On Tuesday in Hyderabad, India, Ivanka Trump gave a speech that promoted female entrepreneurship and economic power.
“We must ensure that women entrepreneurs have access to capital, access to networks and mentors and access to equitable laws,” she said at the Global Entrepreneurship Summit, noting that if India closed its labor force gender gap by a half, the economy could grow by $150 billion in three years.
She made no mention of her apparel company’s use of low-wage workers in India and other countries to stitch her clothes.
The first daughter and White House adviser is in India as part of a two-day trip in which she continued to advocate for women’s economic empowerment and attended a gala dinner with Prime Minister Narendra Modi. She came without State Department officials, a departure from years past when top-level U.S. envoys joined the conference.
To some, Trump’s appeals for women empowerment contrasted sharply with her own business practices.
Trump has called for more support for working women around the world, but she has remained silent about the largely female garment workforce in India and other Asian countries that makes her clothing.
Her brand — which Trump no longer runs day to day but continues to own — has declined to identify the factories that produce her goods or detail how the workers are treated or paid.
More than 20 labor and human rights groups co-signed a letter to Trump this month urging her brand to disclose the names of its supplier factories and allow independent groups to monitor its conditions, among other steps. She has not yet responded.
Trump’s apparel company exclusively relies on foreign factories in places like Bangladesh, Indonesia, China and India, where mostly female workers are paid a few dollars a day for long hours, industry experts have said.
“If Ivanka truly wants her legacy to include protecting working women,” said Judy Gearhart, executive director of the International Labor Rights Forum, “she needs to start with the women in her supply chain.”
Earlier this year, The Washington Post found that Trump’s apparel company lags behind many others in the industry in the way it monitors treatment of its mostly female workers.
At the time, executives told The Washington Post that the brand had started looking into hiring a nonprofit workers’ rights group to increase oversight and help improve factory conditions. Brand president Abigail Klem said she was planning her first trip to tour facilities that make Ivanka Trump products.
“We recognize that our brand name carries a special responsibility,” she said.
But four months later, it is unclear if the company pursued any of those steps. Asked about the status of Klem’s trip or the hiring of a workers’ rights group, the company declined to comment.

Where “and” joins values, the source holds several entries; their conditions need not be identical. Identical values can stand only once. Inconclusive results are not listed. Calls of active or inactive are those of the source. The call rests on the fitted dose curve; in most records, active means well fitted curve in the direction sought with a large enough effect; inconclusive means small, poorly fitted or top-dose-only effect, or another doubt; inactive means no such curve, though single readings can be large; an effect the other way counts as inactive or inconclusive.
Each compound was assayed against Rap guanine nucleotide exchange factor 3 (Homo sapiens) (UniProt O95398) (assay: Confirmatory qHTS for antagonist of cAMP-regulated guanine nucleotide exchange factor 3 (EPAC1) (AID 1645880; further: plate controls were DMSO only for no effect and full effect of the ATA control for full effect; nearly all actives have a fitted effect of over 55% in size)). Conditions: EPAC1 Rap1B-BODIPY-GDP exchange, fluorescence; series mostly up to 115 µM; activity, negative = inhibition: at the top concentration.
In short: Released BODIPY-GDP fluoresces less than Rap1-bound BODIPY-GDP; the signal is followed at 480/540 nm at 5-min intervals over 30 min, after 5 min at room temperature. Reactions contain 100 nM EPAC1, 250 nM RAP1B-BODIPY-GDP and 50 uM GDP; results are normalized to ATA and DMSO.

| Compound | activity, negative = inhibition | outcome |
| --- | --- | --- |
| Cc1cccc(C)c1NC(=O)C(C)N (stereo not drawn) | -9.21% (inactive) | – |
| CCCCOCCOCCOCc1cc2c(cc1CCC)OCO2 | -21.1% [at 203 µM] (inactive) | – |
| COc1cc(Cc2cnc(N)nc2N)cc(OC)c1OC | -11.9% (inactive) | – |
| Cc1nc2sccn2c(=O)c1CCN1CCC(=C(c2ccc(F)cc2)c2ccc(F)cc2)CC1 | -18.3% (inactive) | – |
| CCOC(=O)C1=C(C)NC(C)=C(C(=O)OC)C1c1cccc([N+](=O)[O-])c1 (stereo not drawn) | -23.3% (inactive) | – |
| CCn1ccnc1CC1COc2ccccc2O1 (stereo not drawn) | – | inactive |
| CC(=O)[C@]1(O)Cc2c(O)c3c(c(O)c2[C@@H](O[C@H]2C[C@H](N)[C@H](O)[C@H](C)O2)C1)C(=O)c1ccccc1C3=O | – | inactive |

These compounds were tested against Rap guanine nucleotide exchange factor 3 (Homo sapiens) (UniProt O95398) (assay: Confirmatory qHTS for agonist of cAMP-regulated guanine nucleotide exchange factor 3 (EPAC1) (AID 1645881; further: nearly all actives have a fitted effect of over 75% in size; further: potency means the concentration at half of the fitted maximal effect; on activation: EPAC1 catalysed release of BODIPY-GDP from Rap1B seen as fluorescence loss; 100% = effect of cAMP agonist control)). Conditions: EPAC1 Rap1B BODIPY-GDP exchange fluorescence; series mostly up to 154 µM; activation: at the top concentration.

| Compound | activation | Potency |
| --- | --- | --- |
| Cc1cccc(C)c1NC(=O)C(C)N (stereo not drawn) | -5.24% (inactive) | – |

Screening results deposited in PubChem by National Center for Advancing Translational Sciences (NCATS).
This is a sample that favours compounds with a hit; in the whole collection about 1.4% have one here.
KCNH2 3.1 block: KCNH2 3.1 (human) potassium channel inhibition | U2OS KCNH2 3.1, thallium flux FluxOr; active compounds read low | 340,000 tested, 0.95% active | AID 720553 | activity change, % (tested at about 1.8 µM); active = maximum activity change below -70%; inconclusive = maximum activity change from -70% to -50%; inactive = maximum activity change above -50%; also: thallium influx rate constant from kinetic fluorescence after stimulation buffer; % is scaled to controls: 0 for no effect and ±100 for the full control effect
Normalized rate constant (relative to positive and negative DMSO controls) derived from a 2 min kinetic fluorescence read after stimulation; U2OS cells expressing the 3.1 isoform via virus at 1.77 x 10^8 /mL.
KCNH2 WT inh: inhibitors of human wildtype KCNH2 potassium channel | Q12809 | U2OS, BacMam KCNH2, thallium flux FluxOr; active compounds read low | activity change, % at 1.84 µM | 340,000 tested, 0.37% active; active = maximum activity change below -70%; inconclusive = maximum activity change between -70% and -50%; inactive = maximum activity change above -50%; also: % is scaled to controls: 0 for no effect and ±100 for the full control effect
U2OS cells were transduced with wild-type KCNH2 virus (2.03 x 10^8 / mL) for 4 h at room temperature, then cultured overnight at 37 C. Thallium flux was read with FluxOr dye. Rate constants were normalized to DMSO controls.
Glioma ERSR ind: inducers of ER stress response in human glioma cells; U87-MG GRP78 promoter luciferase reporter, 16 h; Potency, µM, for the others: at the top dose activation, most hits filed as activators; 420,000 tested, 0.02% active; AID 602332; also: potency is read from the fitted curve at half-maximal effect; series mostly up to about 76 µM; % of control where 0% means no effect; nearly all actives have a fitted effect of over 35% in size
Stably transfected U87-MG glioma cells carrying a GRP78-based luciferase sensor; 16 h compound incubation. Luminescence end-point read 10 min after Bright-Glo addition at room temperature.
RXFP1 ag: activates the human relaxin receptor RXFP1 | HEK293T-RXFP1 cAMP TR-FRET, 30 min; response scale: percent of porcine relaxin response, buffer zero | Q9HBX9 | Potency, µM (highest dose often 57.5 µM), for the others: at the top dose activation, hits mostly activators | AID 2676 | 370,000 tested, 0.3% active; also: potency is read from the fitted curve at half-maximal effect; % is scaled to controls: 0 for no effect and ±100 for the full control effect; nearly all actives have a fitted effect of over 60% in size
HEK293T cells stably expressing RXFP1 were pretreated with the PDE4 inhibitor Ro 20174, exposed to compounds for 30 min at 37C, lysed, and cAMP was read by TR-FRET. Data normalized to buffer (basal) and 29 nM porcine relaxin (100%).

Executives referred to a statement earlier this year from Klem, who said the company “is committed to only working with licensees who maintain internationally recognized labor standards across their supply chains.”
At the Global Entrepreneurship Summit in Hyderabad — nicknamed “Cyberabad” because it’s home to such tech companies as Microsoft, Facebook and Google — entrepreneurs and business leaders praised the first daughter. They described her as an elegant and professional working mother who built her own business and has been a strong advocate for women while serving as an adviser to her father in the White House.
“She is a very fierce and independent woman. That’s what I admire about her,” said Renuka Diwan, the co-founder of an agriculture start-up in Pune. “She’s successful in her own right. Nobody has to introduce her as Donald Trump’s daughter. She has made a name for herself.”
In India, a country of 1.3 billion people, empowering women is particularly challenging, analysts say. The rate of women joining the workforce has dropped, particularly in rural areas, even as incomes have grown. Female entrepreneurs face specific challenges: Only about 14 percent of businesses are headed by women, a third in the agricultural sector.
Female business owners have difficulty accessing capital and being taken seriously in a business culture that is male-driven, entrepreneurs say.
“There are many challenges,” said Thejaswi S., a Bangalore-based entrepreneur creating a line of affordably priced nutrition bars and who uses only his second initial. “They say, ‘You are female, this is the age you are supposed to get married, not get into business, you are too young to head a company.’ This is what people say, even in my own family.”
Women make up less than 25 percent of the enrollment in higher education, notes Vijayaraghavan M. Chariar, a professor of rural development and technology at the Indian Institute of Technology in New Delhi.